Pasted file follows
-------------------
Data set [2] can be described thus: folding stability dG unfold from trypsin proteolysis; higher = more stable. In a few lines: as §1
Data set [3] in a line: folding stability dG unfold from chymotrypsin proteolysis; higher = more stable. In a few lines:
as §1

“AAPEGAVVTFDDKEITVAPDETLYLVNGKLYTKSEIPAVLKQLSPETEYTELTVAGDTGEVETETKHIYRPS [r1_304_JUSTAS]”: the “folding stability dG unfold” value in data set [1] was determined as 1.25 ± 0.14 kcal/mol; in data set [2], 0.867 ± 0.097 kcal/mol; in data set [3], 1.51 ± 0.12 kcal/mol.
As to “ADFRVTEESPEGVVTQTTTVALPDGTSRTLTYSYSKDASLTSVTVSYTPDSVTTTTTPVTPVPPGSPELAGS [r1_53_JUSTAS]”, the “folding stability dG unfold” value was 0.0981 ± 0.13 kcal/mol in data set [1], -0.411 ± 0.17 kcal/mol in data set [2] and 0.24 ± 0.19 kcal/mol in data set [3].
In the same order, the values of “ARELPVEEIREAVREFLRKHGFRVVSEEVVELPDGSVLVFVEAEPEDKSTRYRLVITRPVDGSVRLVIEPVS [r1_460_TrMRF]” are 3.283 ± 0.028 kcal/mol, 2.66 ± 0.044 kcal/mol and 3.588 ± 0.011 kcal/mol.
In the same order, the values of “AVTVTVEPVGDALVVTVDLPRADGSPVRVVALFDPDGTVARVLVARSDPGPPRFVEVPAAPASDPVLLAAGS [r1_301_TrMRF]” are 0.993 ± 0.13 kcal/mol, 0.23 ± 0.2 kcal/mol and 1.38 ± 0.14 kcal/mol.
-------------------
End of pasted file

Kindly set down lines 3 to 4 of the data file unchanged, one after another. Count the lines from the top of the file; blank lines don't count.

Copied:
as §1

“AAPEGAVVTFDDKEITVAPDETLYLVNGKLYTKSEIPAVLKQLSPETEYTELTVAGDTGEVETETKHIYRPS [r1_304_JUSTAS]”: the “folding stability dG unfold” value in data set [1] was determined as 1.25 ± 0.14 kcal/mol; in data set [2], 0.867 ± 0.097 kcal/mol; in data set [3], 1.51 ± 0.12 kcal/mol.